While my study habits remained intact after my father’s death, my agreeability did not. In addition to being one of the smaller students in my class, it was only a matter of time before class bullies came around to test me. I never fought with anyone before my father died. His death, coupled with moving to Kaduna and being in a new environment, with new parental guardians, new school and no elder brother signalled a major shift in how I related to my peers.
The first time I fought with anybody I was actually blamed. What I realized very quickly was that since nobody was going to stand up for me, I had to do it on my own, and if I did not fight back I was just going to become the punching bag of the neighbourhood.
That attitude changed the way I reacted to anyone that attacked me. People had to know that if they fought me, I would fight back, and even if they beat me up, I would leave scratches on their faces or something even more permanent so that they would remember that even though they won, it came at a cost. To be sure, the bigger boys might always beat me up, but I also always made sure they walked away with some sort of mark to remember me by. I never thought twice about resisting every bully who had a go at me.
There was only one bully that I fought more than once, a boy in my school named Sunday, who eventually dropped out, joined the army and was rumoured to have died in the Nigerian civil war. I do not remember what started us fighting, but he was definitely bigger and stronger than I was and had no problem beating me up in that first encounter.
That first night at home nursing my bruises, the matter was probably over and done with to him, but for me, all I could think about was what should be done next. The following day, I watched him until we went for lunch break. He got his food and started eating. I took some sand in my hands and went and poured it on his food. This meant he had no lunch that day, so he beat me up in anger. The next day after that, I did the same thing – and the next day, and every day after that.
Each time I did that he would beat me up because he was bigger and stronger. However, after about two weeks, I noticed that he became paranoid. We would break for lunch and he would get his food and run over to the football field way out of my sight. Another thing I used to do to Sunday was wait until he would be sitting with his friends, relaxed, and I would walk up behind him and smack him on the head, and give him a nice surprise beating. He would then turn around to beat me up. But I had the element of surprise so I would always get in the first good slap and he could never relax. Eventually he reported me to our class teacher that I was fighting him all the time.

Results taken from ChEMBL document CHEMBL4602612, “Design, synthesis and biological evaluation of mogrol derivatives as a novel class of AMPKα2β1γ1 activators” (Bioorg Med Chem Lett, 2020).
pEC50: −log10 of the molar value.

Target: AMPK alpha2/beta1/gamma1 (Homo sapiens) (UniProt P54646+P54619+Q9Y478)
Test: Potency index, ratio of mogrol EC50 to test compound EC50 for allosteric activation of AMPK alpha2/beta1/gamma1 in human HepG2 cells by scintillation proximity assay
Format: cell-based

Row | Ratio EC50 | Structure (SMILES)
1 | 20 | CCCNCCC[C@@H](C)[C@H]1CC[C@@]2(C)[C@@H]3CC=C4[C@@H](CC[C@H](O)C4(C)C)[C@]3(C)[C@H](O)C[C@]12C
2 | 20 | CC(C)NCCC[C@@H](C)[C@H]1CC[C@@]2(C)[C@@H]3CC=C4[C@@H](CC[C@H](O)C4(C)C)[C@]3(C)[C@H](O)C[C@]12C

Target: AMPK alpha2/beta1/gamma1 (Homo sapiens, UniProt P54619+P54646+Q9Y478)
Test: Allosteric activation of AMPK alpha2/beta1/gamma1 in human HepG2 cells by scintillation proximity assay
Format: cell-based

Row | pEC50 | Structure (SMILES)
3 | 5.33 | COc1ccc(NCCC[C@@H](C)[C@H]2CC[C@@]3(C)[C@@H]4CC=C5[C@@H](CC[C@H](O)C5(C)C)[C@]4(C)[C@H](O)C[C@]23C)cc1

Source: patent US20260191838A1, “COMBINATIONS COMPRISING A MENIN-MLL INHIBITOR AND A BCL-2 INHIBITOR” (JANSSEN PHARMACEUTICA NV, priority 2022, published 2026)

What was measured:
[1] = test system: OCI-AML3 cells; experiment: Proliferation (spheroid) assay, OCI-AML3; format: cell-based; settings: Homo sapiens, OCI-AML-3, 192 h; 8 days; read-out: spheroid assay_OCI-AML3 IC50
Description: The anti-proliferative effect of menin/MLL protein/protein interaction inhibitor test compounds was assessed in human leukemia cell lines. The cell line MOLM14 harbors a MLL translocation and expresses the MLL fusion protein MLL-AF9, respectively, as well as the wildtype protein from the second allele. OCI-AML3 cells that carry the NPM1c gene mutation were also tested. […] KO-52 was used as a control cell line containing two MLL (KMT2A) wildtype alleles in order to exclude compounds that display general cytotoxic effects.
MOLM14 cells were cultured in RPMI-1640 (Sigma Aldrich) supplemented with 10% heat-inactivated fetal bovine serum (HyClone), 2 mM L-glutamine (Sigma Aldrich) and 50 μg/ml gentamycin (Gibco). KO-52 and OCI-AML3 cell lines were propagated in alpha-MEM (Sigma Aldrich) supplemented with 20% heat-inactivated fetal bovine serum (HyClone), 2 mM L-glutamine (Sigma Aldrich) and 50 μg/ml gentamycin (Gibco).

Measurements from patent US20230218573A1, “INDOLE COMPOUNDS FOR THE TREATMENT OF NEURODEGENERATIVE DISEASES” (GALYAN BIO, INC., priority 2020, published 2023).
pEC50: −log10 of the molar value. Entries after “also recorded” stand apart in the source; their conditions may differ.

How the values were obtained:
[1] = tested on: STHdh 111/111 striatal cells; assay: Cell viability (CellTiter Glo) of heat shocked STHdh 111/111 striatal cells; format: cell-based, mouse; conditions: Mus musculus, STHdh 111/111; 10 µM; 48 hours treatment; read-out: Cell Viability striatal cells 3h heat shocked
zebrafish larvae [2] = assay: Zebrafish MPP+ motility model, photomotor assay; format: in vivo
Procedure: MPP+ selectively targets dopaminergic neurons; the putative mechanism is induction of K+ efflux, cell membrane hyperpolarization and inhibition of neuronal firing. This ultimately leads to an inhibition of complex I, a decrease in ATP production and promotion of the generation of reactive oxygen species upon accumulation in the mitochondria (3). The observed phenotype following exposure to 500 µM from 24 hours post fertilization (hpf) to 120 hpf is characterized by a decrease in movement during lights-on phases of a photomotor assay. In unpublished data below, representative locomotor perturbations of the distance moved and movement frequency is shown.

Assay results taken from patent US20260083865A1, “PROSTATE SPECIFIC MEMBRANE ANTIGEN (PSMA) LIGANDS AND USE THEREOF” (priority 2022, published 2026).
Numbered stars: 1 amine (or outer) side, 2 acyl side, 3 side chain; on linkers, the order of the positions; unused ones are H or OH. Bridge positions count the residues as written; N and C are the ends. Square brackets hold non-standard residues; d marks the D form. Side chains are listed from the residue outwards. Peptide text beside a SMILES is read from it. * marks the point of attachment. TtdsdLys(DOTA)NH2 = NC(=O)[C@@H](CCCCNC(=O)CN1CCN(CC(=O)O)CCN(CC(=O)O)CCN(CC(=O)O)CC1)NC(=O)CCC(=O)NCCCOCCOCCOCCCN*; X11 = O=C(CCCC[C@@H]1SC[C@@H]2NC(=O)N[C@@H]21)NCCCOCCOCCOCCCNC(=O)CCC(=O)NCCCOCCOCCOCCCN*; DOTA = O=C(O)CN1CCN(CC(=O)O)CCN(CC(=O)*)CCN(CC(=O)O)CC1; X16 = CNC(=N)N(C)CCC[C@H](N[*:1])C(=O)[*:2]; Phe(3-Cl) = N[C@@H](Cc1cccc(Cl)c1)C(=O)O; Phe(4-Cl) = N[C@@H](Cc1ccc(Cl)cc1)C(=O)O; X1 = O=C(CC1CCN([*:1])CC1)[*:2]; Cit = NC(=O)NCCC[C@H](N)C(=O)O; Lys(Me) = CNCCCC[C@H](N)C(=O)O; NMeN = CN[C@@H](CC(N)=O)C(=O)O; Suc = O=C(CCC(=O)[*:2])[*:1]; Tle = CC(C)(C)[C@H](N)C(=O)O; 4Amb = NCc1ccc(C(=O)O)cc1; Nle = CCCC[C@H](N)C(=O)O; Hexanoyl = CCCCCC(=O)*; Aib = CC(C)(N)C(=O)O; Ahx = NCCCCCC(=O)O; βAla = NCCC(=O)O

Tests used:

“But how can this small kid be fighting you?” asked the teacher.
“He is – he is harassing me,” said Sunday.
Our teacher then took me aside and asked me what was going on.
“Sunday bullied me.”
“Two months ago,” I said.
“Two months ago?!” exclaimed the teacher.
“Nasir, it was two months ago, it is over.”
“It is not over. He bullied me. The account is not balanced. He beat me up.”
After some failed attempts to get us to reconcile, the teacher took Sunday and I to the headmaster and said she did not know what to do about this, that this tiny boy – that was my nickname, tiny boy – has been harassing Sunday. The headmaster looked at us and said, “This is impossible.” Sunday assured the headmaster that it was true and went on to tell the story. The headmaster then turned to me and asked what happened.
“He bullied me,” I said.
“Did you bully him?” the headmaster asked Sunday.
“Yes we fought, sir,” Sunday replied.
The headmaster directed Sunday to apologize to me, which he then dutifully did. The headmaster then turned to me.
“He has now said he is sorry. Go now and do not fight anymore.”
“But sir, he beat me up several times. Sorry? That is it?”
“Yes! If I see you fighting on school premises, I will deal with you.”
The moment we got out of school, off the premises, I started fighting Sunday again. This carried on for another month. Eventually, his father came to meet my uncle and explained what had been happening.
My uncle then sent for me.
“Is this true – you have been fighting with this boy?”
“Because he bullied me.”
“Three months ago.”
“Three months? You have been fighting for three months?”
“Yes, on and off.”
“Ok, this has been settled now. They have come over. Sunday is sorry. His father has talked to me, so no more fighting. Do you understand?”
“I understand. But can I just slap him one last time?”
Since many of our school mates knew about this incident, nobody else fought with me afterwards, and the only bullies I had to contend with were around town. This incident taught me a tactic that I have since found endlessly useful in public life: standing up to bullies is a good way of buying permanent peace. As a child I knew that I was not very strong, I was not big, and I would likely lose, but if I can give the bully a hard enough time, he would not do it again. Permanent peace comes about as the result of a resolute and uncompromising effort to define your position on a matter – and that is the way things are.
Culled from Nasir El Rufai’s memoir, “The Accidental Public Servant.”